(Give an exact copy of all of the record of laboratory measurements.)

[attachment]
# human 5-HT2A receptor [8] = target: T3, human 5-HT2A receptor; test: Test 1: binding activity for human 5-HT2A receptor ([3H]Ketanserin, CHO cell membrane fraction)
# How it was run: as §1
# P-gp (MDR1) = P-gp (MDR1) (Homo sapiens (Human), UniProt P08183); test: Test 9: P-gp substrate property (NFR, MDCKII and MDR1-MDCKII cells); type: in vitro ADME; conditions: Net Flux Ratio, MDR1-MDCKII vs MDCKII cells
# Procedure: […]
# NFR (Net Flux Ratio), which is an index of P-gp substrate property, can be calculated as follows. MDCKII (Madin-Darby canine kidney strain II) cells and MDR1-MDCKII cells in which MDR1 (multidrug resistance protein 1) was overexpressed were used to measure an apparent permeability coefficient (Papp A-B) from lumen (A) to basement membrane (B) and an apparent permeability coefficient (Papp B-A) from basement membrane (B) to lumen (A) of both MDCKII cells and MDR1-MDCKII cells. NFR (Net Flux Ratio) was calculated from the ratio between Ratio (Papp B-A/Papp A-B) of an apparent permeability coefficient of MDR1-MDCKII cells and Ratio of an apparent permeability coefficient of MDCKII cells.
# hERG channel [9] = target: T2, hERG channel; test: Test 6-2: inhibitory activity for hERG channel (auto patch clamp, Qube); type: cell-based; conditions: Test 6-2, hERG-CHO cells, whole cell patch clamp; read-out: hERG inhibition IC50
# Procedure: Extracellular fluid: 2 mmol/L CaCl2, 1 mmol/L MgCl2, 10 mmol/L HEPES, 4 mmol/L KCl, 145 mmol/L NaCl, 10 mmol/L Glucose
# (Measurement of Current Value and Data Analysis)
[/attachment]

# human 5-HT2A receptor [8] = target: T3, human 5-HT2A receptor; test: Test 1: binding activity for human 5-HT2A receptor ([3H]Ketanserin, CHO cell membrane fraction)
# How it was run: as §1
# P-gp (MDR1) = P-gp (MDR1) (Homo sapiens (Human), UniProt P08183); test: Test 9: P-gp substrate property (NFR, MDCKII and MDR1-MDCKII cells); type: in vitro ADME; conditions: Net Flux Ratio, MDR1-MDCKII vs MDCKII cells
# Procedure: […]
# NFR (Net Flux Ratio), which is an index of P-gp substrate property, can be calculated as follows. MDCKII (Madin-Darby canine kidney strain II) cells and MDR1-MDCKII cells in which MDR1 (multidrug resistance protein 1) was overexpressed were used to measure an apparent permeability coefficient (Papp A-B) from lumen (A) to basement membrane (B) and an apparent permeability coefficient (Papp B-A) from basement membrane (B) to lumen (A) of both MDCKII cells and MDR1-MDCKII cells. NFR (Net Flux Ratio) was calculated from the ratio between Ratio (Papp B-A/Papp A-B) of an apparent permeability coefficient of MDR1-MDCKII cells and Ratio of an apparent permeability coefficient of MDCKII cells.
# hERG channel [9] = target: T2, hERG channel; test: Test 6-2: inhibitory activity for hERG channel (auto patch clamp, Qube); type: cell-based; conditions: Test 6-2, hERG-CHO cells, whole cell patch clamp; read-out: hERG inhibition IC50
# Procedure: Extracellular fluid: 2 mmol/L CaCl2, 1 mmol/L MgCl2, 10 mmol/L HEPES, 4 mmol/L KCl, 145 mmol/L NaCl, 10 mmol/L Glucose
# (Measurement of Current Value and Data Analysis)